If you've ever seen a domestic cat catch prey like a mouse or a bird, you might call the way it handles the prey "playing." Cats may keep prey alive after catching it rather than killing their catch immediately. They might swat at it or hold it down calmly. It looks as if the cat is having fun, toying with its prey in a malicious manner.
That's not really the case. In truth, cats wear down their prey to avoid sustaining injuries. Mice and rats can bite -- birds can peck. Rather than playing with the prey for amusement, cats wear down their victims so that they're too tired to fight back once their captors are ready to finish them off [source: Turner, et al].
Killer whales display a similar behavior. Scientists have observed killer whales tossing California sea lions out of the water and into the air. The sea lions may fly dozens of feet before crashing back to the water. A human observer might anthropomorphize this behavior, attributing it to mean-spirited sport. But like domestic cats, killer whales will attempt to disorient and incapacitate prey to avoid injury to themselves [source: Ternullo and Black].
Animals display aggressive behavior for many reasons. Some, like the examples above, are predatory behaviors. Others are survival behaviors designed to establish access to resources like food, mates and territory. Animals might spar with one another to achieve dominance and lay claim to specific resources. But these are all behaviors the animals engage in to ensure their own survival and the propagation of their respective species.
We can only say for sure that humans engage in violence for sport. In some cases, we're violent toward other species for sport. Trophy hunting is an example -- hunters track and kill impressive specimens of animals and preserve them -- or parts of them -- as trophies. Another example is forcing animals to fight one another. From the medieval practice of bear baiting to sports like cockfighting and dogfighting, humans have inflicted violence upon other creatures out of enjoyment.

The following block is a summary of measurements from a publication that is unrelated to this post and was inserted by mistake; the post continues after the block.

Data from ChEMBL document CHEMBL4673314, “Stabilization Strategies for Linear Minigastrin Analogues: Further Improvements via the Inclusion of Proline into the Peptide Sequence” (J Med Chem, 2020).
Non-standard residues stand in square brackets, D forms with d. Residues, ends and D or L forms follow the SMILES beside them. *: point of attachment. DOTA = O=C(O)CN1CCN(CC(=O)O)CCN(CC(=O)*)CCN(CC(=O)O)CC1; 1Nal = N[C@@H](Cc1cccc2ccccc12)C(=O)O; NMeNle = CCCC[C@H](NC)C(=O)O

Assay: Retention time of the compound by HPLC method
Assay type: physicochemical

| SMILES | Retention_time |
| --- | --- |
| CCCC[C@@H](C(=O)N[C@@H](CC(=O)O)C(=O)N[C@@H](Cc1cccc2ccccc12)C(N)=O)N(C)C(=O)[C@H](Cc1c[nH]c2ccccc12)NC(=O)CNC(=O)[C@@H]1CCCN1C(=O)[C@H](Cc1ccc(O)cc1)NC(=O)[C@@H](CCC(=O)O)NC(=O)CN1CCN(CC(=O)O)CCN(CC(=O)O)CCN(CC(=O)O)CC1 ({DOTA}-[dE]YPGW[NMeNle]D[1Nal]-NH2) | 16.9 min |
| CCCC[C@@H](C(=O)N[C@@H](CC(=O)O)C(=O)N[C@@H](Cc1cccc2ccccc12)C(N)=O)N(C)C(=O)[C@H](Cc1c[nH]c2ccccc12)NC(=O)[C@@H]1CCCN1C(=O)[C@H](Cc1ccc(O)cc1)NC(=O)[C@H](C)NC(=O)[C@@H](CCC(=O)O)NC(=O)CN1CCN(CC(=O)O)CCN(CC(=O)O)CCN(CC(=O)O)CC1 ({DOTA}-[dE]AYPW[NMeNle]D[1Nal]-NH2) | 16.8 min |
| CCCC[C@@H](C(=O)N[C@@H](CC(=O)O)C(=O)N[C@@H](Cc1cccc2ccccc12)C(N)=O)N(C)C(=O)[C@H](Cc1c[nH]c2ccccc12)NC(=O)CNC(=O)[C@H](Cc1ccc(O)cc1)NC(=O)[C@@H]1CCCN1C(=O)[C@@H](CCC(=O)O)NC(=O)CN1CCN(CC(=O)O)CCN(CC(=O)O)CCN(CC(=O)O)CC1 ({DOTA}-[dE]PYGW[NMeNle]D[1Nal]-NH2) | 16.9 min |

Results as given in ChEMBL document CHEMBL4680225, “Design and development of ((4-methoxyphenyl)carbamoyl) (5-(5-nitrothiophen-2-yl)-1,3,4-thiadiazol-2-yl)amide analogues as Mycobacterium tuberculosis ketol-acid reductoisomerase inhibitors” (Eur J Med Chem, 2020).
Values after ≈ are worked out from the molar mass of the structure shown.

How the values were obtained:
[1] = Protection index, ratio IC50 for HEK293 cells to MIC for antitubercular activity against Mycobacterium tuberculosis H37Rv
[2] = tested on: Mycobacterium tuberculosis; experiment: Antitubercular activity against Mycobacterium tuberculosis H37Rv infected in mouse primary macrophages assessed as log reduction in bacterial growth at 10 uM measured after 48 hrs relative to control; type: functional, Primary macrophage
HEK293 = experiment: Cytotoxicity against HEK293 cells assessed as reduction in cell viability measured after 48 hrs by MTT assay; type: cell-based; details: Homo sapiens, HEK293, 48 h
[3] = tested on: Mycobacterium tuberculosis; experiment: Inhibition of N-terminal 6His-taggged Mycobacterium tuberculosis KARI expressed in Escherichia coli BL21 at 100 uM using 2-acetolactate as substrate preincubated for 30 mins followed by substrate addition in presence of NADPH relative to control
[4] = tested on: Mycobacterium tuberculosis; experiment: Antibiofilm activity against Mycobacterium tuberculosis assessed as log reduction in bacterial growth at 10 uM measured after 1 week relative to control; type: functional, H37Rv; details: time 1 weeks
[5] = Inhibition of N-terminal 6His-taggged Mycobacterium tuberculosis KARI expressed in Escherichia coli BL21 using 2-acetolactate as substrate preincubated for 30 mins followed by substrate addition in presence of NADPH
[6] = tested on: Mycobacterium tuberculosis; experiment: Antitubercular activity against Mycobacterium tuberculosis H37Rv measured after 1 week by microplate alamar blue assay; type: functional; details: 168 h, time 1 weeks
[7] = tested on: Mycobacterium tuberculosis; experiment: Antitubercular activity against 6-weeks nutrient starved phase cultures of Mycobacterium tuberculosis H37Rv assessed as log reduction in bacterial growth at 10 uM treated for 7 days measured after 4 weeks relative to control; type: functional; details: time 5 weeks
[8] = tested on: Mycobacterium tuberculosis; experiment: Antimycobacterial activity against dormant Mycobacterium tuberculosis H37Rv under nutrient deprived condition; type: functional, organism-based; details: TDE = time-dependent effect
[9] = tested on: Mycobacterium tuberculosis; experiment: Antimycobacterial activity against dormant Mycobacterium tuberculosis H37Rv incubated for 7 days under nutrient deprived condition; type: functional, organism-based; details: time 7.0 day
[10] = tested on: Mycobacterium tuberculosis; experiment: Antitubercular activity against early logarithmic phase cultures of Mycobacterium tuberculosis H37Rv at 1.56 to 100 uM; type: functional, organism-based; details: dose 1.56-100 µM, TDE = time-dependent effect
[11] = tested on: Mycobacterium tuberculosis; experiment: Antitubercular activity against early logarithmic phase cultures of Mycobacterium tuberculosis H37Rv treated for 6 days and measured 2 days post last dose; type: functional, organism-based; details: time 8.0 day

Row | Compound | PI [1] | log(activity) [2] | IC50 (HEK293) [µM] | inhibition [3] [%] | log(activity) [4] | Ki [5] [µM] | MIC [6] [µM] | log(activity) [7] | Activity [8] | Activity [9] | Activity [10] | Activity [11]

We haven't stopped there though. There are plenty of examples of sporting events in which humans are violent toward each other as part of a competition. Boxing, wrestling and mixed martial arts bouts are examples. This practice dates back centuries -- it's hard to imagine ancient Rome without thinking about the famous gladiator fights that would attract thousands of spectators.
What this behavior says about us as a species is a matter of debate. Is it wrong to engage in violence as sport? Should we abandon these activities for less violent ones? Or is this behavior an intrinsic part of what it is to be human? We don't have easy answers to these questions. It may be that as a species we will always feel a certain thrill when we witness violence as a sport.
Learn more about violence and human behavior by following the links on the next page.
More Great Links
- "Aggressive behavior." Encyclopedia Britannica. (Sept. 14, 2010) http://www.library.eb.com.wf2dnvr12.webfeat.org/eb/article-258599
- Biben, Maxeen. "Predation and predatory play behavior of domestic cats." Animal Behavior. Vol. 27. Part I. pp. 81 - 84. February 1979.
- Collias, Nicholas E. "Aggressive Behavior Among Vertebrate Animals." Physiological Zoology. The University of Chicago Press. Vol. 27. pp. 83 - 123. 1944.
- Hall, Sarah L. "The influence of hunger on object play by adult domestic cats." Behavior Science. Vol. 58. Issue 1. pp. 143 - 150. June 1998,
- Jefferson, Thomas et al. "A review of Killer Whale interactions with other marine animals: predation to co-existence." Mammal Review. Vol. 21. Issue 4. pp. 151 - 180. December 1991.
- Marler, Peter. "On animal aggression: The roles of strangeness and familiarity." American Psychologist. Vol. 31. Issue 3., pp. 239 - 246. March 1976.
- Ternullo, Richard and Black, Nancy. "Predation Behavior of Transient Killer Whales in Monterey Bay, California." Fourth International Orca Symposium. September 2002. (Sept. 13, 2010) http://www.montereybaywhalewatch.com/Features/KillerWhalePredation0210.htm
- Turner, Dennis C., et al. "The domestic cat: the biology of its behavior." Cambridge University Press. Cambridge, U.K. 1998.